Saturday, 13 April 2013

Externalities and Public Goods

Externalities are the effect on the third party of an action made by an individual or a firm - whether it be for the better or the worse. A lot of the time externalities are negative, pollution for example, and this is the example we will use here. We'll look at a firm in industry creating a good that means they are polluting the atmosphere.

With externalities being ignored, the firm will hire workers and capital according to the rule: (Marginal revenue product of labour = marginal cost of labour = wage = marginal cost of labour)

Marginal Revenue Product of Labour

In Layman's terms, this means they'll employ labour up until the point where the marginal revenue product of labour is equal to the marginal cost of labour, meaning profits are being maximised. If the producer had to clean up the pollution as well then the amount they'd employ would become:

Marginal Revenue Product of Labour with Externality

What has been added is a new Price, the price of cleaning pollution. This is taken away from the price of the product they're producing which will overall leave a lower figure. If we rearranged above we could achieve this:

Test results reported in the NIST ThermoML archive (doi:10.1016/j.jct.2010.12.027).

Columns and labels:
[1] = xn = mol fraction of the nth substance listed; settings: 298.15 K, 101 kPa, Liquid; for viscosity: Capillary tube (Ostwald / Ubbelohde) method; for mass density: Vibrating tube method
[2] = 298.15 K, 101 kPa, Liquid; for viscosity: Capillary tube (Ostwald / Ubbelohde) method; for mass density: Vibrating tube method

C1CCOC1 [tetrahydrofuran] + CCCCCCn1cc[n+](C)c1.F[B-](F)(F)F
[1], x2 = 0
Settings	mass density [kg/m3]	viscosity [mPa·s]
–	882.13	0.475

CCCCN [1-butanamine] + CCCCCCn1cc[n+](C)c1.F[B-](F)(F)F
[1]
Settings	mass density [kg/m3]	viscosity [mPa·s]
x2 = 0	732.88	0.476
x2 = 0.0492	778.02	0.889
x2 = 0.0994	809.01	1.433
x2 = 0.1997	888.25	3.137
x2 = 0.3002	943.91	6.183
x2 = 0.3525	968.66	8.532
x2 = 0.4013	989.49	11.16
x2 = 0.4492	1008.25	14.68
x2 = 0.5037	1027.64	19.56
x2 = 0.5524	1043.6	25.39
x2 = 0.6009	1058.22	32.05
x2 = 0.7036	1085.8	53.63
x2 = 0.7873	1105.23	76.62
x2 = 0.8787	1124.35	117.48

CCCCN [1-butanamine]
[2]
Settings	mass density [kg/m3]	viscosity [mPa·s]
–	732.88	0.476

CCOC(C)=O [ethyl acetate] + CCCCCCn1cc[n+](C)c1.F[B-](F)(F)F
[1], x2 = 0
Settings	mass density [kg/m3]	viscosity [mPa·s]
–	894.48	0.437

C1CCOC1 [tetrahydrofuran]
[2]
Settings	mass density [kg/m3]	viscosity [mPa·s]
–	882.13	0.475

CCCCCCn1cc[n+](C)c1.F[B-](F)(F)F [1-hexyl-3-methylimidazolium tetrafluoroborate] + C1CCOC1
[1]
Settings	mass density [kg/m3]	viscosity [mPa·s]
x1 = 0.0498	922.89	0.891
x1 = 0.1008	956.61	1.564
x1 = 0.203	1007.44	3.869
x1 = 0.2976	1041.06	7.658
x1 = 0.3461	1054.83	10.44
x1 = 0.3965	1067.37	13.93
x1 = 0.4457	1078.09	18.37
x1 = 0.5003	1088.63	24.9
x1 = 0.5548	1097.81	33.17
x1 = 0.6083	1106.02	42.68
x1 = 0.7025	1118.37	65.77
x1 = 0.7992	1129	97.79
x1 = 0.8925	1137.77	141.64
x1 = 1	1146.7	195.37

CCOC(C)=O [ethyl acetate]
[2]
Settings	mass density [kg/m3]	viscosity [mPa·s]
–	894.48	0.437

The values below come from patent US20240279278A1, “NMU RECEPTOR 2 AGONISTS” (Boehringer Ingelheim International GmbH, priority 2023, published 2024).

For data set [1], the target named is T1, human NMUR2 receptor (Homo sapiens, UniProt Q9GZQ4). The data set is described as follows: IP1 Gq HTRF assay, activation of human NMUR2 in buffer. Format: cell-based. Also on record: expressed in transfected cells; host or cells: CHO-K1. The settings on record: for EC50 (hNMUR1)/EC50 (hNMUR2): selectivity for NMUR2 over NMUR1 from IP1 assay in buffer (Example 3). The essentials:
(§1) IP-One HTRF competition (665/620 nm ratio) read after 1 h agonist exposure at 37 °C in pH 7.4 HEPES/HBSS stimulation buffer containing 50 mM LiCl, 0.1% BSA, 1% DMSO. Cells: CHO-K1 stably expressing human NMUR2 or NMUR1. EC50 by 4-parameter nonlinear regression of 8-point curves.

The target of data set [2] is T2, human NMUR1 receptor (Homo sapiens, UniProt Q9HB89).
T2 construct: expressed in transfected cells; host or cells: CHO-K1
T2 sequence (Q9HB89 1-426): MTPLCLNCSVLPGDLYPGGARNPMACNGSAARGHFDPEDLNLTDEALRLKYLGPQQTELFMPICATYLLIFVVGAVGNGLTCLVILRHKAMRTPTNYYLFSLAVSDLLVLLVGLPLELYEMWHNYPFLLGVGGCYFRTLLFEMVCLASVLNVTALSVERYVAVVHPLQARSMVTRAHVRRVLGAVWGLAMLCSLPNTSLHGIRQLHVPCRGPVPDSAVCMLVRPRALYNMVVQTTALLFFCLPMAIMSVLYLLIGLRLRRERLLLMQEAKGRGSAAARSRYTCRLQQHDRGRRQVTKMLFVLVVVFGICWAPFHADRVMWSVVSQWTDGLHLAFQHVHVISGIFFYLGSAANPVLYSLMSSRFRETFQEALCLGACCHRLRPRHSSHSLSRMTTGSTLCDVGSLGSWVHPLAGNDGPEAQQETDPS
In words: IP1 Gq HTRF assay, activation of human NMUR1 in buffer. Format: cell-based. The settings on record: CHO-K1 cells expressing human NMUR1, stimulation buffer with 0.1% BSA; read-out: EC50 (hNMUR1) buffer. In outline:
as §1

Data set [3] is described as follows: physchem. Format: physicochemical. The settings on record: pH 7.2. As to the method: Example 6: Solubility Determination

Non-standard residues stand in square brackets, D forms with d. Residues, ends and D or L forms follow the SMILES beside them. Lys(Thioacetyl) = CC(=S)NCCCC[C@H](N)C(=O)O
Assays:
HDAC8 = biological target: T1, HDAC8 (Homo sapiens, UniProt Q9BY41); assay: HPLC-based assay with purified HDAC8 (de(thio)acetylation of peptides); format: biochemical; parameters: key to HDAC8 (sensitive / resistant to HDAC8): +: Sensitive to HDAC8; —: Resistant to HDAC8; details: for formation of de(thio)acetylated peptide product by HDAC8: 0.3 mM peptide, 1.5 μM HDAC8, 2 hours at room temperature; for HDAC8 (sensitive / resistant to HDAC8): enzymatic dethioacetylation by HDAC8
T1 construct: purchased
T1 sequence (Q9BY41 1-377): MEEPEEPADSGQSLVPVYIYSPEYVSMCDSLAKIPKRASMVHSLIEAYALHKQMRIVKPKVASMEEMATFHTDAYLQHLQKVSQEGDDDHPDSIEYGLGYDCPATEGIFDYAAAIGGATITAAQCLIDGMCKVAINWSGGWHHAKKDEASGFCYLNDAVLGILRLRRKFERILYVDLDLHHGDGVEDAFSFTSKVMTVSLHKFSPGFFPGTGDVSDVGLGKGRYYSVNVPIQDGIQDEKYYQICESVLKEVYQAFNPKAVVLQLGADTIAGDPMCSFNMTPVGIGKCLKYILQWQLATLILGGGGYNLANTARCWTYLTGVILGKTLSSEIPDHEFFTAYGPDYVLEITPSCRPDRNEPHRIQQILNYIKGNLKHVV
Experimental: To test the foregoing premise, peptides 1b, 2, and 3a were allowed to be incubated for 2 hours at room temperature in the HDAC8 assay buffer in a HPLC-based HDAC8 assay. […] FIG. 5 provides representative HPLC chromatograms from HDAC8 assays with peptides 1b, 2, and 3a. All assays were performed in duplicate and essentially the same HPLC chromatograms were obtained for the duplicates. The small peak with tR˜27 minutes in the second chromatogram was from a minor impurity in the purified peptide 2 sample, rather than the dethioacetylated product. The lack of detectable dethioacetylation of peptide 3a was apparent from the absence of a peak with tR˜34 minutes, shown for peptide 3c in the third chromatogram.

The marginal cost of the good will now be the wage plus the marginal cost of cleaning up the pollution. This means the social cost of the firms actions have been taken into account. Previously, the marginal cost of production was below the marginal social cost - leading to an overproduction. Here it is graphically:

Marginal Cost and Marginal Social Cost

Q2 is the social optimum when the cost of clearing the pollution is taken into account. If MSC is greater than MC then there are external costs of production, if it's the other way round there are external benefits to production.

Now for a quick look at public goods, a fairly simple sub-topic. A public good is one that has the characteristics 'non rival' and 'non excludable'. What does this mean? It means that my consumption of the good does not stop other people consuming it (non rival) and I cannot be prevented from consuming the good once it is provided (non excludable). Street lighting is a good example. It's a good that generally has to be provided by a government because no individual or firm would pay for it - they'd just wait for someone else to buy and free ride. A good that has only one of the characteristics stated above but not both is known as a 'quasi-public good'.

That's all boys and girls! Comment if you need more help, share the blog if it has assisted you. Cheers!

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